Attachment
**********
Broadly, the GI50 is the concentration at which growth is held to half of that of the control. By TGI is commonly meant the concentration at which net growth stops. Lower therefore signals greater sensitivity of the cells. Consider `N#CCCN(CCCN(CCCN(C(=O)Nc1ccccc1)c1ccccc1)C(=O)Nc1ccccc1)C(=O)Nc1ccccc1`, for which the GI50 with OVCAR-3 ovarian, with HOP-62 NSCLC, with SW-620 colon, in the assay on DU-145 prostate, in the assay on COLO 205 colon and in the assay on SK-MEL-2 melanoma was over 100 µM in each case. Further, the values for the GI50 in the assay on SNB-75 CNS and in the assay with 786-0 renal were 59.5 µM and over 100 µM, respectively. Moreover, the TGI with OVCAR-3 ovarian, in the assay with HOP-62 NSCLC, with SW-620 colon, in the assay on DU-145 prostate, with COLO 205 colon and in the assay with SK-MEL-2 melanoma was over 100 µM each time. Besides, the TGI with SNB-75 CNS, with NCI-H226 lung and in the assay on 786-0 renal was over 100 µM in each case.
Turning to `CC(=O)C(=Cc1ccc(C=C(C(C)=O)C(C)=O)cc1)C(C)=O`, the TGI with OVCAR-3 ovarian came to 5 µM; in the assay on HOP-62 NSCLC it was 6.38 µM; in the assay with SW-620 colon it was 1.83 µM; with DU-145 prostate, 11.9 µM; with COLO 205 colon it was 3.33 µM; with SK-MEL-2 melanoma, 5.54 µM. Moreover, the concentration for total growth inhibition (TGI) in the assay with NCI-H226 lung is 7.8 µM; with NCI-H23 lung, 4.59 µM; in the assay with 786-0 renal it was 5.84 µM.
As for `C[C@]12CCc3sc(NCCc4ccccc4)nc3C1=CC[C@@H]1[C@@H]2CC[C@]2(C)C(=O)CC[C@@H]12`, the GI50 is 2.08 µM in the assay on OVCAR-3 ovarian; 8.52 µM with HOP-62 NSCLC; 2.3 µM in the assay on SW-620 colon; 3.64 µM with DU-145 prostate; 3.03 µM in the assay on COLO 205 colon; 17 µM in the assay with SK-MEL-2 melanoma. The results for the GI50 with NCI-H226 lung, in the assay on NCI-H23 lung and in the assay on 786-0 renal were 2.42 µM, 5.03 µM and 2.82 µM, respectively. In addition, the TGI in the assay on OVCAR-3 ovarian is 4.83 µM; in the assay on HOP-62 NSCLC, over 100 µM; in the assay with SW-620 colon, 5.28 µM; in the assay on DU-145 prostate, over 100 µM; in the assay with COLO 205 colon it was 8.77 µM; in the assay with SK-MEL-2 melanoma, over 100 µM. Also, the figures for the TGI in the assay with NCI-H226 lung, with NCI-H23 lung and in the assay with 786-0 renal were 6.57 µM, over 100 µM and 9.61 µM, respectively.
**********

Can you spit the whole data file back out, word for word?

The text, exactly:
Broadly, the GI50 is the concentration at which growth is held to half of that of the control. By TGI is commonly meant the concentration at which net growth stops. Lower therefore signals greater sensitivity of the cells. Consider `N#CCCN(CCCN(CCCN(C(=O)Nc1ccccc1)c1ccccc1)C(=O)Nc1ccccc1)C(=O)Nc1ccccc1`, for which the GI50 with OVCAR-3 ovarian, with HOP-62 NSCLC, with SW-620 colon, in the assay on DU-145 prostate, in the assay on COLO 205 colon and in the assay on SK-MEL-2 melanoma was over 100 µM in each case. Further, the values for the GI50 in the assay on SNB-75 CNS and in the assay with 786-0 renal were 59.5 µM and over 100 µM, respectively. Moreover, the TGI with OVCAR-3 ovarian, in the assay with HOP-62 NSCLC, with SW-620 colon, in the assay on DU-145 prostate, with COLO 205 colon and in the assay with SK-MEL-2 melanoma was over 100 µM each time. Besides, the TGI with SNB-75 CNS, with NCI-H226 lung and in the assay on 786-0 renal was over 100 µM in each case.
Turning to `CC(=O)C(=Cc1ccc(C=C(C(C)=O)C(C)=O)cc1)C(C)=O`, the TGI with OVCAR-3 ovarian came to 5 µM; in the assay on HOP-62 NSCLC it was 6.38 µM; in the assay with SW-620 colon it was 1.83 µM; with DU-145 prostate, 11.9 µM; with COLO 205 colon it was 3.33 µM; with SK-MEL-2 melanoma, 5.54 µM. Moreover, the concentration for total growth inhibition (TGI) in the assay with NCI-H226 lung is 7.8 µM; with NCI-H23 lung, 4.59 µM; in the assay with 786-0 renal it was 5.84 µM.
As for `C[C@]12CCc3sc(NCCc4ccccc4)nc3C1=CC[C@@H]1[C@@H]2CC[C@]2(C)C(=O)CC[C@@H]12`, the GI50 is 2.08 µM in the assay on OVCAR-3 ovarian; 8.52 µM with HOP-62 NSCLC; 2.3 µM in the assay on SW-620 colon; 3.64 µM with DU-145 prostate; 3.03 µM in the assay on COLO 205 colon; 17 µM in the assay with SK-MEL-2 melanoma. The results for the GI50 with NCI-H226 lung, in the assay on NCI-H23 lung and in the assay on 786-0 renal were 2.42 µM, 5.03 µM and 2.82 µM, respectively. In addition, the TGI in the assay on OVCAR-3 ovarian is 4.83 µM; in the assay on HOP-62 NSCLC, over 100 µM; in the assay with SW-620 colon, 5.28 µM; in the assay on DU-145 prostate, over 100 µM; in the assay with COLO 205 colon it was 8.77 µM; in the assay with SK-MEL-2 melanoma, over 100 µM. Also, the figures for the TGI in the assay with NCI-H226 lung, with NCI-H23 lung and in the assay with 786-0 renal were 6.57 µM, over 100 µM and 9.61 µM, respectively.